Matching Wits With A Fifth Grader
One of my favourite little people, my nephew A, became a 5th grader this year. Suddenly all the factual knowledge that I have accumulated over the years seems inadequate in the face of his voracious appetite for facts as well as trivia, for learning, for tidbits to store away in his mind and memory.
As a reader, I am proud of A. He reads voraciously. He reads children’s books, general knowledge books, children’s encyclopedias, newspapers, etc. During a recent family vacation that the family went on, A could identify every fish in an extremely well stocked and well maintained aquarium, even before his parents had time to read the name on the plaque. When my sister-in-law mentioned this to me, I was filled with pride and admiration for him.
Over the years, A and I have formed a nice tradition of learning between ourselves. “Do you recognise this car, Aunta?” he asks me, thrusting his dad’s well-thumbed copy of Autocar under my nose. The copy is his dad’s but the thumbs and fingers that have given the magazine that well-worn look within a week of its arrival in their house are his. The result of this careful study is that while I can identify only a few cars on sight, many of which are no longer even visible on our streets, he can identify cars just by looking at them, and can name cars just by a mere glance at a tyre, radial, dashboard, logo, etc. These days, one of his favourite impromptu games is hiding the caption beneath the image of the car and getting me to identify the make.
He gets the answer right about 95 times out of 100. Me? I get a 100% score. Wrong every time.
When A was a little child, I had devised a simple tactic to keep him interested in his meals. We would play Question, Question. I would ask him questions such as “Where is the so-and-so” and he would point at that object, by way of answer. And I would clap and keep score.
When he grew a little older, the questions changed to, “Without looking, tell me the colour of the walls in the kitchen,” or the colour of the bedsheet in the bedroom or even the colour of Mickey Mouse’s shirt on his brother’s T-shirt. His answer would be spot on and I would http://premier-pharmacy.com/product/topamax/ always be amazed at his powers of observation and retention.
Of course, I would always discourage him from asking me questions, fearing that I would end up displaying my lack of observation skills.
Even later, the questions changed to vocabulary and general knowledge. “Which vehicle has only one wheel?” “A unicycle,” he would shout excitedly. “Which vehicle does Santa Claus ride?” “A sleigh.” “What are the colours of the national flag?” and so on.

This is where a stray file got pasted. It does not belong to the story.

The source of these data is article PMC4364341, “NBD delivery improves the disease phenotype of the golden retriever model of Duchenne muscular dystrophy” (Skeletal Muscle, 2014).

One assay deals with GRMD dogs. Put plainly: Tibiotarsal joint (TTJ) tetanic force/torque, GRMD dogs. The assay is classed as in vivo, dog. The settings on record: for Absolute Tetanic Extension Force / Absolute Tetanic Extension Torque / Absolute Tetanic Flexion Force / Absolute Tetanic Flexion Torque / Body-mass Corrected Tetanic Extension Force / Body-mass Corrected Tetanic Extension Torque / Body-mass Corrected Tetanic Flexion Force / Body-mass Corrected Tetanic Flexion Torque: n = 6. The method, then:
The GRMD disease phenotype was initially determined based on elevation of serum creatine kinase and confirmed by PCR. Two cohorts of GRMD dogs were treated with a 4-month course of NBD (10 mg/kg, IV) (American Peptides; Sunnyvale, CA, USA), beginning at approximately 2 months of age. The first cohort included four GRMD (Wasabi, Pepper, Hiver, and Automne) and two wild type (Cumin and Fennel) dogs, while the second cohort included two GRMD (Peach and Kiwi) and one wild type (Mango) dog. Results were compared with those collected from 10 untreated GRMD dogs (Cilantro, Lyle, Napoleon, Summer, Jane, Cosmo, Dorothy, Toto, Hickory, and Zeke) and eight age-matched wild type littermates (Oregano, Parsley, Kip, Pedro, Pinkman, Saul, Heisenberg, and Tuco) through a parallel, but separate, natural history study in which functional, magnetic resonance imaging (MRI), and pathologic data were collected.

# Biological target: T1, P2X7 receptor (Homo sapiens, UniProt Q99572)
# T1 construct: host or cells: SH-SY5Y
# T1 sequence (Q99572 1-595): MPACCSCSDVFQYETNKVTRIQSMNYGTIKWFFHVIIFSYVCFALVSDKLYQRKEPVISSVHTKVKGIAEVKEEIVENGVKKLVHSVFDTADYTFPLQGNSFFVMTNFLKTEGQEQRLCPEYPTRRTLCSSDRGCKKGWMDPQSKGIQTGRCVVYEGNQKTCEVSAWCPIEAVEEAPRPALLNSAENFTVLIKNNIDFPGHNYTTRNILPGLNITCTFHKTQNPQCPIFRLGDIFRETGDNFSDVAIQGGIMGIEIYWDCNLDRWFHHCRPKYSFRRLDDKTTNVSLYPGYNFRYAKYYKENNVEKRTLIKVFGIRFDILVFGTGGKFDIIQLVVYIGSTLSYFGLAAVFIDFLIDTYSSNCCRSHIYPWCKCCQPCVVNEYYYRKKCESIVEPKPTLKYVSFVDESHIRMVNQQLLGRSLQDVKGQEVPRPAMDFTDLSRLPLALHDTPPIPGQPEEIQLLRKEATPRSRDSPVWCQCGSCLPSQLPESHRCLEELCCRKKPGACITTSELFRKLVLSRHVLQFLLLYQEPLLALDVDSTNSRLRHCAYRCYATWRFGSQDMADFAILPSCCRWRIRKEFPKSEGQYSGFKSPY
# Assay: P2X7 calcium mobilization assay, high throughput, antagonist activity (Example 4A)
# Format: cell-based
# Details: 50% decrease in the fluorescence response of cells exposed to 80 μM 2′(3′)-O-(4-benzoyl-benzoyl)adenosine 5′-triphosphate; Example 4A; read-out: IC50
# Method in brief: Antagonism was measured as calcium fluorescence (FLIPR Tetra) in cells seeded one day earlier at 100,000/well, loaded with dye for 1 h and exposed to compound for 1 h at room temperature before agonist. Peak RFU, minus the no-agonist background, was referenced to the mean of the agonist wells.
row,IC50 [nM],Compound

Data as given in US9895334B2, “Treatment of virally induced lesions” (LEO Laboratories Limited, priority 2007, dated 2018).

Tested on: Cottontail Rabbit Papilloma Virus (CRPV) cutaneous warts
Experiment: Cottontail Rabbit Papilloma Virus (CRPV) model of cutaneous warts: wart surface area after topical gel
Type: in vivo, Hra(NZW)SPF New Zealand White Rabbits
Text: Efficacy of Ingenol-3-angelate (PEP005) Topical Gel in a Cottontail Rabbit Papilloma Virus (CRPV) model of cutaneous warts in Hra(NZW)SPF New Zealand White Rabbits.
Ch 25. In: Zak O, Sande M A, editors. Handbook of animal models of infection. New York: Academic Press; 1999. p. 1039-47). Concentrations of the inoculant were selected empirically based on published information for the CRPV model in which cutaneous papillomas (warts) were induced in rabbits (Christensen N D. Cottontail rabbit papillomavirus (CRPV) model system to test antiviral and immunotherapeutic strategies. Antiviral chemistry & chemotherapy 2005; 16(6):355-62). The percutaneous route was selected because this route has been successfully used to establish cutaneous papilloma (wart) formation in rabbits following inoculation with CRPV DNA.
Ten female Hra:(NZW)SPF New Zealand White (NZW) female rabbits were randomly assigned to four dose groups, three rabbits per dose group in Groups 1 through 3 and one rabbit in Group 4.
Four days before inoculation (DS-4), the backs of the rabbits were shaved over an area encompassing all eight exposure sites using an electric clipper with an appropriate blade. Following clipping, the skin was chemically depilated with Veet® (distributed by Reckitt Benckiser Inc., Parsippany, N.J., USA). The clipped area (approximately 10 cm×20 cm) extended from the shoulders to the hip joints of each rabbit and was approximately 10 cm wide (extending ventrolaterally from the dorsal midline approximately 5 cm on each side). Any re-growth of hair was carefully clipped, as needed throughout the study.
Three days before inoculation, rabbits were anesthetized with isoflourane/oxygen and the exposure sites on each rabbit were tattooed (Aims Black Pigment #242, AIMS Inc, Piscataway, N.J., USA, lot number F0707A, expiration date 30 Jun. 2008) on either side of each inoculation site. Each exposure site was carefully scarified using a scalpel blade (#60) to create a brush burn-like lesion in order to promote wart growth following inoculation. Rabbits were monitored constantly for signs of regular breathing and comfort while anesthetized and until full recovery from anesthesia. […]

There came a time when I no longer trusted in my ability to think up questions on the spot. At one of our mealtime Question, Question sessions, I told my sister-in-law, A’s mother, that A was answering questions faster than I was able to ask them, and that soon I would have to work out a written question paper prior to visiting them.
Back home I am at the receiving end of a barrage of questions. At this point in time, La Niña, my daughter, is old enough to ask me questions. And she has so many of them. Some of the questions are so mind-bogglingly penetrating that I am tempted to leave the question unanswered, so that I can leave their beauty intact, not mar it by seeking to answer it. The questions are like a perfectly wrapped gift whose beauty comes undone the moment one peels away at the wrapping.
These days when I ask A questions, I am no longer the easy questioner I used to be. My senses are on high alert. I am a picture of the utmost concentration as I seek to come up with the perfect question, one that will stump him at least for a little while. But he answers my questions effortlessly, and says, “Aunta, I want a more difficult question.” I try desperately to keep up, but always it elicits the same response. “Aunta, I said, difficult question. That one was too easy.” I struggle to come up with a tough one. I am afraid that if his attention flags, he might want to turn the tables and ask me a question instead.
Who’s afraid of a 5th grader? I think I am.
Maybe I should get La Niña to ask him questions next time.
Cynthia Rodrigues Manchekar loves being mamma to 4-year-old La Niña and 18-month-old El Niño. A working mother, she enjoys writing short stories and poems and looks forward to being published someday. She blogs at http://cynthology.blogspot.in and tweets @Cynth_Rodrigues.